With the implosion in Cyprus and likely deterioration of weakened countries like Egypt, Venezuela  Argentina with minor home currencies, we appear to be entering a new era where things we’ve taken for granted about smooth business transactions and friction-less international banking and trade are going to be put to a severe test.

    Cross Posted at LITGM


    10 Responses to “Fiat Money and Real World Impacts”

    1. Subotai Bahadur Says:

      The wolf just growled outside the door again.

      Under the economic annexes to the 1979 Israeli-Egyptian peace treaty, Israel turned over its only domestic petroleum source [in the Sinai] to Egypt and Egypt agreed to sell to Israel at a set price. Up until a year ago, Egypt furnished 40% of Israeli natural gas. Egypt abrogated that part of the treaty in April 2012 [which says something about the shakiness of the peace between the two countries].

      Even at the low, treaty set, price; it was foreign exchange. For Egypt, which imports 60% of the food eaten by its population, foreign exchange is vital. And in Egypt’s current case, absent.

      Egypt is never going to get that source of foreign exchange back. Today Israel opened the valve connecting the Tamar offshore gas field to its national gas grid. The estimate is that the Tamar field alone will handle Israel’s natural gas requirements for 20 years. There are 5 other Israeli offshore fields in the process of being opened up.

      It is going to be awful hungry along the Nile.

      Subotai Bahadur

    2. tyouth Says:

      “….the Egyptian government distorts the local price of diesel so that it is subsidized, causing all sorts of negative impacts….”

      If I understand the situation, not so much “subsidized”, as “sold under mandated price controls” would be more to the point since a subsidy is a payment, no?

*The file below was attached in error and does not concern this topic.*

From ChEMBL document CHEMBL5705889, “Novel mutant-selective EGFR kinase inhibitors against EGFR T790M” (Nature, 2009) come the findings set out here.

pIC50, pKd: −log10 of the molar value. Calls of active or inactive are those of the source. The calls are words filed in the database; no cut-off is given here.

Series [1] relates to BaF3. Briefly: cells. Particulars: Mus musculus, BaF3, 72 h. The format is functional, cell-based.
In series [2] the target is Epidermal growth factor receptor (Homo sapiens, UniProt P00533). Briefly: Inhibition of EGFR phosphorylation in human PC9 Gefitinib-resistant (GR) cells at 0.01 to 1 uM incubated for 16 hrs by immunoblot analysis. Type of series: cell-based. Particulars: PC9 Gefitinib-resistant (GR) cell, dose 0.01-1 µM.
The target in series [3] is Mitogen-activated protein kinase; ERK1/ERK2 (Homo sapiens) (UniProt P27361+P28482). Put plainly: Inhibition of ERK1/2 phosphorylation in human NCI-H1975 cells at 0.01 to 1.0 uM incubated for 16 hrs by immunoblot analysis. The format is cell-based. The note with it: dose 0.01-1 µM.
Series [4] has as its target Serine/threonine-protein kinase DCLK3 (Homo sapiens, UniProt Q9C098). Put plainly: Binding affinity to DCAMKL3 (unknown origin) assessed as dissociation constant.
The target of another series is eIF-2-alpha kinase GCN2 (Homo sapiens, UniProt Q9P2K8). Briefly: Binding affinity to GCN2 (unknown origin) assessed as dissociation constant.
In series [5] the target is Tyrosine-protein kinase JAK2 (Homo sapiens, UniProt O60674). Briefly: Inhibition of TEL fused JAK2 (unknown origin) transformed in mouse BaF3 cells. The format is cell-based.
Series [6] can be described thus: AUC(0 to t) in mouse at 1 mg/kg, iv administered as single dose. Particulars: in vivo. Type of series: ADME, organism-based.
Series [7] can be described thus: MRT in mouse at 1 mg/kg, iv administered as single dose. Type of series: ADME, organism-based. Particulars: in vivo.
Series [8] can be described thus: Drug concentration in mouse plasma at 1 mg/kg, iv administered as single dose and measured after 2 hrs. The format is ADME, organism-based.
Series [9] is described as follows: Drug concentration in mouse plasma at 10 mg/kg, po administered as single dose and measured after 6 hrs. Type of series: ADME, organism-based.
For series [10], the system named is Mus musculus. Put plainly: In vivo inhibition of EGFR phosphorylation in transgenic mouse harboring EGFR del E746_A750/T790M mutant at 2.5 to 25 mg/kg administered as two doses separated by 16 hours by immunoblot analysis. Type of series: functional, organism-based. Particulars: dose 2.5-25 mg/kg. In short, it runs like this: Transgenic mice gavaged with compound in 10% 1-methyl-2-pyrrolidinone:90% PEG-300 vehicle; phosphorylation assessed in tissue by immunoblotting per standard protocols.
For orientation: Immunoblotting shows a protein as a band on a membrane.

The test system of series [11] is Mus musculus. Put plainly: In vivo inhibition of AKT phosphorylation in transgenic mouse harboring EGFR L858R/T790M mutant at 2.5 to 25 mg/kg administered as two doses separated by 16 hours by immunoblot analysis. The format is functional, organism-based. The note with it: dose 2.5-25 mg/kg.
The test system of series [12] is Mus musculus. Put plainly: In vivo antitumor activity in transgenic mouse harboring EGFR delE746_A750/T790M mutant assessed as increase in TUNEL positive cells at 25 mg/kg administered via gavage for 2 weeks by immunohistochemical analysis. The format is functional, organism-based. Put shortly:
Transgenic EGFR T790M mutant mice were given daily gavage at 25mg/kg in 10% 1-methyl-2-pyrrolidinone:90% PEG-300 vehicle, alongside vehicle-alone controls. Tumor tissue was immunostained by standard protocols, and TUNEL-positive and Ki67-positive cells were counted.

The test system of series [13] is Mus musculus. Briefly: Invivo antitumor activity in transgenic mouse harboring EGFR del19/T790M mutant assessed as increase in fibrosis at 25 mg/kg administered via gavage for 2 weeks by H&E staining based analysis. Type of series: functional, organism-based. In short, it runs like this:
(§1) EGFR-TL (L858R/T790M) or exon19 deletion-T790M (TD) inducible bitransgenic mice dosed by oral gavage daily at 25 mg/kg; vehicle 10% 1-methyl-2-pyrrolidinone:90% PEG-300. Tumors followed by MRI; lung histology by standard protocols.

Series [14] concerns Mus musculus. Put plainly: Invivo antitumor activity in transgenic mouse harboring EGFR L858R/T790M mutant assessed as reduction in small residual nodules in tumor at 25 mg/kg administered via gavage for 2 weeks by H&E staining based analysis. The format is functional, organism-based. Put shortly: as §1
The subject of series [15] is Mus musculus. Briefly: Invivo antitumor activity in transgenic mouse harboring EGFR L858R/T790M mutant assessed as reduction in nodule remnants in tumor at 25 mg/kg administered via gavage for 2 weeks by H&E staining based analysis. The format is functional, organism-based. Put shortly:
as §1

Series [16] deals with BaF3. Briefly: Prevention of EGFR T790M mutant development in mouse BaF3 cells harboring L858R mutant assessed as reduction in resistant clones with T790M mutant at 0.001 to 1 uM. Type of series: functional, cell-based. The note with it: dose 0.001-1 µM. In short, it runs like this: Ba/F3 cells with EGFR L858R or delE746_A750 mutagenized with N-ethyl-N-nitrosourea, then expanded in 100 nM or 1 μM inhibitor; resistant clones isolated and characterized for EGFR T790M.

3. Robert Schwartz Says:

      Spengler (a/k/a David P. Goldman) is all over the Egyptian situation:

      “Egypt’s Bankruptcy and America’s Foreign Policy Failure” March 31, 2013

      Is his most recent essay on Egypt’s implosion, but he has been on target for about 2 years on this one. Read the above and track back some of his links.

      In today’s NYTimes, David Stockman (Budget Director under Reagan) delivers a very negative assessment of the domestic situation. I agree with much of his analysis, but not with many of his prescriptions. Be that as it may, you should read it.

      “State-Wrecked: The Corruption of Capitalism in America” By David A. Stockman

    4. Kirk Parker Says:

      Greece … Cyprus… it is assumed that these countries will be able to maintain first world status

      A quibble: one can’t retain what was never possessed in the first place.

    5. ErisGuy Says:

      Let the post-apocalyptic wasteland begin.

      We must terminate aid to Egypt, not because its government is corrupt, Moslem, anti-Semitic, anti-democratic, anti-American, hate-filled—all those reasons are irrelevant, but because we can no longer afford to borrow money from the Chinese (or debauch our currency by printing new money) and give it away to foreigners.